The resolution has six sponsors: Majority Whip Cecil Staton (R-Macon) of the 18th District, Senate President Pro Tempore David Shafer (R-Duluth) of the 48th District, Ronnie Chance (R-Tyrone) of the 16th District, Butch Miller (R-Gainesville) of the 49th District, Judson Hill (R-Marietta) of the 32nd District and Steve Gooch (R-Dahlonega) of the 51st District.
Both state senators representing Bartow County, Chuck Hufstetler (R-Rome) and Bruce Thompson (R-White), are among the resolution’s co-signers.
When the rules committee took up the resolution Friday afternoon, Bartow County resident and Bartow County Tea Party founder Gail Englehardt spoke to the assembled senators. However, she said she spoke as a private citizen rather than as a representative of the Tea Party.
“I basically spoke on the fact that, number one, as a grass roots activist and as a citizen, that I was very concerned in that where the direction was going of our federal government and that everyone knows what the situation is with the economy and with the deficit, and that it’s just going on,” she said. “Our Founding Fathers gave us a mechanism to use, which is Article V, a convention of the states. When all three branches of government are not keeping the proper checks and balances on each other and they’re not following the constitution.”
The resolution calls for a constitutional convention to address issues such as the debt limit.
“Whereas, the founders of the Constitution of the United States empowered state legislators to be the guardians of liberty against abuses of power by the federal government,” the resolution reads, “Whereas, the federal government has created a crushing national debt through improper and imprudent spending; and whereas the federal government has invaded the legitimate roles of the state through the manipulative process of federal mandates, most of which are unfunded to a great extent; and whereas the federal government has ceased to live under a proper interpretation of the Constitution of the United States;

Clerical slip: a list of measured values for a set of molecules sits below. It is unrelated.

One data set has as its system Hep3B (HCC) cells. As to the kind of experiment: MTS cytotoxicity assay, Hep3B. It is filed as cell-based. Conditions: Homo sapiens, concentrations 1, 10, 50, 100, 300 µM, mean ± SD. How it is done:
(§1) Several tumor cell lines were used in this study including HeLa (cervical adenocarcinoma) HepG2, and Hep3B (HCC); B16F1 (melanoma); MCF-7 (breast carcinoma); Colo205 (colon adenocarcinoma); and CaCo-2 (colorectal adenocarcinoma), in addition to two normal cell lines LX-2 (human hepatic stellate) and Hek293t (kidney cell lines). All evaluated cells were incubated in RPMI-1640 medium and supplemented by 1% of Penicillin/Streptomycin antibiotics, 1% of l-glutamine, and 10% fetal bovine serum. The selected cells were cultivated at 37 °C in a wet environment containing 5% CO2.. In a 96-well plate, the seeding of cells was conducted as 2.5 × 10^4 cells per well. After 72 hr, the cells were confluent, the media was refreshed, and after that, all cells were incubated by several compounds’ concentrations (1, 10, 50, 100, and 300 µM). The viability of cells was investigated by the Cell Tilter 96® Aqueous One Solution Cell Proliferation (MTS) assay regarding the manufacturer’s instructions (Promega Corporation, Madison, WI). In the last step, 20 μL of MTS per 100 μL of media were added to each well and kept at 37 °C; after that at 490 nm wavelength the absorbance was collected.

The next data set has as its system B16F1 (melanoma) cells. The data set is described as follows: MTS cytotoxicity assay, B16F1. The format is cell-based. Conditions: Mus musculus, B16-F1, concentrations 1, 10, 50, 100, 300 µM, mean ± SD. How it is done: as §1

“And whereas, it is the solemn duty of the states to protect the liberty of our people, particularly for the generations to come, by proposing amendments to the Constitution of the United States through a convention of the states under Article V of the United States Constitution to place clear restraints on these and related abuses of power.”
Under Article V, two-thirds of the states must apply for a convention. Once called, three-fourths of the states must ratify any proposed amendment to the Constitution.
Hufstetler said he believes the Georgia Legislature will pass SR 736. Thompson did not return calls seeking comment.
“I am confident it will pass the Georgia Senate and I believe it that it will also pass in the House when it gets over to them, and hopefully the governor will sign it as well. I think Georgia is going to be one of the 34 states that will sign on to this,” he said.
Englehardt and Hufstetler both noted there was a growing trend of states calling for a constitutional convention.
“It’s in a lot of legislatures right now, but I don’t think it made it completely through the process in any of the states,” Hufstetler said. “So Georgia could very well be the first.”